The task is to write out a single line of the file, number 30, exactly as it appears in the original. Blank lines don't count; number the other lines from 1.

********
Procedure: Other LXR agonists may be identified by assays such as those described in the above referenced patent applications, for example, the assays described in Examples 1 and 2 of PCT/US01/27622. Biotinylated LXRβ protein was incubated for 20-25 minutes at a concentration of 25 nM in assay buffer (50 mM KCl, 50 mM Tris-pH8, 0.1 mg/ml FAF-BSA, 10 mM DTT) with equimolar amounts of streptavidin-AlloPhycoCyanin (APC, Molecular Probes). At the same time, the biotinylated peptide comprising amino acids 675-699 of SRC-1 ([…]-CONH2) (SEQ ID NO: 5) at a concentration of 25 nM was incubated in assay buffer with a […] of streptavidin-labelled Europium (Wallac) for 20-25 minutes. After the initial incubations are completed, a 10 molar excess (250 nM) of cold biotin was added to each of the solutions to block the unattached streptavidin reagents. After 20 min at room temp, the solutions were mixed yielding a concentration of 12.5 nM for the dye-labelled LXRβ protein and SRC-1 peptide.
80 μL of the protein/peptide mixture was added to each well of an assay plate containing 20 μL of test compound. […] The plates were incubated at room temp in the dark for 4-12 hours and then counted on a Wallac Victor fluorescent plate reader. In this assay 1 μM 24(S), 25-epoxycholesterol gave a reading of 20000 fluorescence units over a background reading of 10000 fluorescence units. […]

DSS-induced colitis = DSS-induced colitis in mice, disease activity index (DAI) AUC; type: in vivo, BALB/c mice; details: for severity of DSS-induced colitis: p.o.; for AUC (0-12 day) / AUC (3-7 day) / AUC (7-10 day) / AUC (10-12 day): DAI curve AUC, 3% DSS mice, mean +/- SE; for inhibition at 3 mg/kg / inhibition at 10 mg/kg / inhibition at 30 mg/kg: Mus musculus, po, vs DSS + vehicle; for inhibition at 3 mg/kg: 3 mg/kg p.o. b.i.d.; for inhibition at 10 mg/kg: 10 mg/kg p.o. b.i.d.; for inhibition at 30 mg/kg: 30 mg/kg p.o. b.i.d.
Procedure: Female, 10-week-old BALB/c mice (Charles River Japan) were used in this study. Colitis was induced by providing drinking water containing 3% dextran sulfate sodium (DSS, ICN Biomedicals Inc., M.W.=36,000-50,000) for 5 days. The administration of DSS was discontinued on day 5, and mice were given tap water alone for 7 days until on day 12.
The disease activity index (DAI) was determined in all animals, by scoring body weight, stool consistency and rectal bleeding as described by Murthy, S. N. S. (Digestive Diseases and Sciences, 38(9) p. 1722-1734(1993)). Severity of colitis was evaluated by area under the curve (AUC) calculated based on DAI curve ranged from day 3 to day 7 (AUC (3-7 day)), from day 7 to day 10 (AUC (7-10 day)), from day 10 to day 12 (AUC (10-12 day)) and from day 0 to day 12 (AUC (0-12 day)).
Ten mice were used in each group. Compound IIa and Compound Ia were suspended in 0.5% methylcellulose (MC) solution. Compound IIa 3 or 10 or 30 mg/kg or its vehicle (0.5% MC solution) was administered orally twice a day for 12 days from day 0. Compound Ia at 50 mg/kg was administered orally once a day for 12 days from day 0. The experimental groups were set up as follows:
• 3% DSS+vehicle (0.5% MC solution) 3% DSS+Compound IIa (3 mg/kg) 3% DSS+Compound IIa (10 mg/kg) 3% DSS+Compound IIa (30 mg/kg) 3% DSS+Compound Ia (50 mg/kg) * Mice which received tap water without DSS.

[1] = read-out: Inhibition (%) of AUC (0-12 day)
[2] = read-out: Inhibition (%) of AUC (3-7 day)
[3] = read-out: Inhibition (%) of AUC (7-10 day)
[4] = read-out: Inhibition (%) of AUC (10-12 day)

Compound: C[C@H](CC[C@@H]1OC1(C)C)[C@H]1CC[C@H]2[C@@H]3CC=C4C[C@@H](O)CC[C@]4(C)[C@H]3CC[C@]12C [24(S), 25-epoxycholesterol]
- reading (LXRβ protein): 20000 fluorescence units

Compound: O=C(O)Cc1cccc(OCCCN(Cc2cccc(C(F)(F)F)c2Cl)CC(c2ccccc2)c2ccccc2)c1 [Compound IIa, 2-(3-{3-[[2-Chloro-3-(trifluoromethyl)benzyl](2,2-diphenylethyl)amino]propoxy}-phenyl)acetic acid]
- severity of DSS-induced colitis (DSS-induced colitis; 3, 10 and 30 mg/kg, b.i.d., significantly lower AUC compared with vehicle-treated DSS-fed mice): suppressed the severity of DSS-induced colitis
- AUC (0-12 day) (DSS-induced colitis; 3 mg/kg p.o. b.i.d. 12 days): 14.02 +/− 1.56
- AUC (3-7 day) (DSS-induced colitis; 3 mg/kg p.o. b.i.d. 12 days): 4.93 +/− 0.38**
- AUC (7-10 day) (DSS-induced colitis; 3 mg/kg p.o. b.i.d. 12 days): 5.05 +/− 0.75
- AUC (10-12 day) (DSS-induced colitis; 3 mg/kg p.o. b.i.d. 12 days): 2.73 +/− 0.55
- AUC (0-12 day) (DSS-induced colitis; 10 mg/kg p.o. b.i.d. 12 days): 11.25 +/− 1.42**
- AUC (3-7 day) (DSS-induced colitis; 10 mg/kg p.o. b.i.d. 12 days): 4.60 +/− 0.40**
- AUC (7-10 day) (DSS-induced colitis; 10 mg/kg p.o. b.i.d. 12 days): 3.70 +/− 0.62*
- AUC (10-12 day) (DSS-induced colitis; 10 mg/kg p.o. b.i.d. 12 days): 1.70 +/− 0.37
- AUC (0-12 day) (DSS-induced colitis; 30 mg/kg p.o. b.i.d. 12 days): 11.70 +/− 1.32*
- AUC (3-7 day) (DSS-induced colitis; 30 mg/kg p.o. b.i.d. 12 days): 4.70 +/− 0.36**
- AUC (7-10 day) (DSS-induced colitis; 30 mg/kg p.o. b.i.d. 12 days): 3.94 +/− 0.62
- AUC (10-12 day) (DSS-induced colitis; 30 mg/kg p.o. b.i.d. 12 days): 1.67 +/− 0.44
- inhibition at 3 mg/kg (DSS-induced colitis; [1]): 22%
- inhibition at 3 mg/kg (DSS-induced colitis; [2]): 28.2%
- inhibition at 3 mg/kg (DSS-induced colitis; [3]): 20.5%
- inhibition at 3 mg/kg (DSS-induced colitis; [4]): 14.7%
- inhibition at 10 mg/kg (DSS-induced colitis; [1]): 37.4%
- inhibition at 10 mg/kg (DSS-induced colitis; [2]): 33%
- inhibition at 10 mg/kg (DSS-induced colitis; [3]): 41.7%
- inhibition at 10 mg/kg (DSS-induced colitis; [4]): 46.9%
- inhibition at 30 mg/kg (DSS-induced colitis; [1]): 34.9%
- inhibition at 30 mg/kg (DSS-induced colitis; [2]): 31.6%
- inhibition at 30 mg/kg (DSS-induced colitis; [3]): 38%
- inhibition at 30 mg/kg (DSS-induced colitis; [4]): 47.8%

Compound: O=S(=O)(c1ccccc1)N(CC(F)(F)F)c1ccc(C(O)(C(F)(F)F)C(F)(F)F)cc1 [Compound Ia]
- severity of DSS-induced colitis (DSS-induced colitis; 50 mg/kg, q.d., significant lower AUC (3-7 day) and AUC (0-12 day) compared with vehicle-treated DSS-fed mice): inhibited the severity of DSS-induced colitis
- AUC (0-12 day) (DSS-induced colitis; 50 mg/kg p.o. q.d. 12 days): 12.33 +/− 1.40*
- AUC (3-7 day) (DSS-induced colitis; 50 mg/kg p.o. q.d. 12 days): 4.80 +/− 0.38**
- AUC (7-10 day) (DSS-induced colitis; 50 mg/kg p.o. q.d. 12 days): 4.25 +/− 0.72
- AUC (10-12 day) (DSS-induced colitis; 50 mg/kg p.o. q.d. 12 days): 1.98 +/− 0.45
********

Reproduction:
- inhibition at 3 mg/kg (DSS-induced colitis; [3]): 20.5%